Off Track, NASCAR Ensured Racial Pioneer Couldn’t Win

Brian Donovan, Atlanta Journal-Constitution, December 21, 2008

On Tuesday, 18 years will have passed since the death of a remarkable racial pioneer: Wendell Scott, NASCAR’s first black driver. {snip}

Scott’s dream of becoming a competitive national-level racer depended on support from NASCAR’s celebrated founder and czar, the late Bill France Sr. {snip}

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As the growing civil rights struggle inflamed racial tensions in the 1960s, France reneged on his promise, and a pattern of unfair treatment by NASCAR followed. France denied Scott the Rookie of the Year Award for his first major-league season, even though Scott was the top rookie in the standings.

When Scott won his only national race, NASCAR officials, fearing he’d kiss the white trophy queen, declared another driver the victor. Long after the crowd and the queen had left, NASCAR grudgingly admitted that Scott had won.

For years South Carolina’s major track, Darlington Raceway, banned Scott because he was black. This cost him any chance for sponsorship. France addressed the problem with inaction and silence. When Scott finally asked for help, he said France told him that Darlington was important to NASCAR’s success and Scott should just be patient.

When senior NASCAR officials and major promoters mistreated Scott, France continued his hands-off neutrality. One official abused his authority and excluded Scott from an important race at Charlotte. Others did the same thing at the speedways in Daytona Beach, Fla., and Martinsville, Va.—facilities in which France owned major financial interests. Repeatedly, officials harassed Scott over trivial issues: his son’s beards, minor blemishes in his car’s paint.

At one prestigious NASCAR event, Scott was exploited in a bogus promotional scheme. A record crowd packed Charlotte’s speedway after the promoter announced he’d give Scott his first chance to drive a competitive car. But the car was a phony; its weak performance embarrassed Scott in front of 81,000 spectators.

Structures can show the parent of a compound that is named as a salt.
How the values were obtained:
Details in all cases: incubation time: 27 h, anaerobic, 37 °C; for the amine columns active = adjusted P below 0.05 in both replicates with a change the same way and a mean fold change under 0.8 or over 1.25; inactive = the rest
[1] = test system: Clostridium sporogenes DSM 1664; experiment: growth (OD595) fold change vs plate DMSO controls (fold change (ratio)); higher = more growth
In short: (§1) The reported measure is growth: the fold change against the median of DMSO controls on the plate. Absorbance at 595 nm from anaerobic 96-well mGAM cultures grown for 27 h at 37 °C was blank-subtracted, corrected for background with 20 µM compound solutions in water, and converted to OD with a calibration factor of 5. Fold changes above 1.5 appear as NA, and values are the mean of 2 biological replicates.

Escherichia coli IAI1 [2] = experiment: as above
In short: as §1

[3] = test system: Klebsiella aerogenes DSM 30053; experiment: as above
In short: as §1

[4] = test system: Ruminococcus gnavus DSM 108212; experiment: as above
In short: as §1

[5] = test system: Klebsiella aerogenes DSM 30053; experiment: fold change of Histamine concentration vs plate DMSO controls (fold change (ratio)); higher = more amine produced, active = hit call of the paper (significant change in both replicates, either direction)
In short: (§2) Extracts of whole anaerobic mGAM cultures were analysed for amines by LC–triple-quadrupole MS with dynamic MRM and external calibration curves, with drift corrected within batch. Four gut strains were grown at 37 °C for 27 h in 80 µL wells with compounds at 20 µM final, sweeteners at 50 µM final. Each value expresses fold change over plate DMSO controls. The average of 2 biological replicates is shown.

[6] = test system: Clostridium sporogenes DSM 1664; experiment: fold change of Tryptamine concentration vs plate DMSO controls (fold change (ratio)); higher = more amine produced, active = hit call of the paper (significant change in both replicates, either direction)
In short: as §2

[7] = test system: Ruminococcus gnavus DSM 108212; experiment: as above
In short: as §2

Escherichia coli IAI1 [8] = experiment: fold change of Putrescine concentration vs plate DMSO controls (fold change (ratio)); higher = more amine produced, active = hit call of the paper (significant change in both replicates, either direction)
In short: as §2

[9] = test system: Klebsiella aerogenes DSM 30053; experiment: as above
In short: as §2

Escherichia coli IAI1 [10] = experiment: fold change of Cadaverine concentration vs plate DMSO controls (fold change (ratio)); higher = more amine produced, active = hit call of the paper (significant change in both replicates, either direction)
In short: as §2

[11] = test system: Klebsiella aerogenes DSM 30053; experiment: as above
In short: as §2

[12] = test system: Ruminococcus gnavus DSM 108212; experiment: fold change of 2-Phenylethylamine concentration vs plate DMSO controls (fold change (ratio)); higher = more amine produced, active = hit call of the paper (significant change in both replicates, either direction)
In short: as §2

France helped other drivers obtain sponsorship for competitive cars, but not Scott. This pattern of unfairness persisted, insiders say, largely because France and other influential executives in the NASCAR world believed that a competitive black driver would be bad for business. At the time France was cultivating alliances with leading segregationist politicians such as Alabama Gov. George Wallace, and those relationships helped NASCAR to grow into today’s multibillion-dollar enterprise.

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When we cling to the comfort of denying what we’ve done wrong in the past, we hobble our ability to understand the unfair situations we should be trying to correct today.

Even if NASCAR can’t figure out how to put another Wendell Scott on its speedways, it should at least find some way to express regret for its shabby treatment of an American integration pioneer, one of the many whose struggles helped to open doors for African-Americans to all sectors of our society, including the door to the Oval Office.

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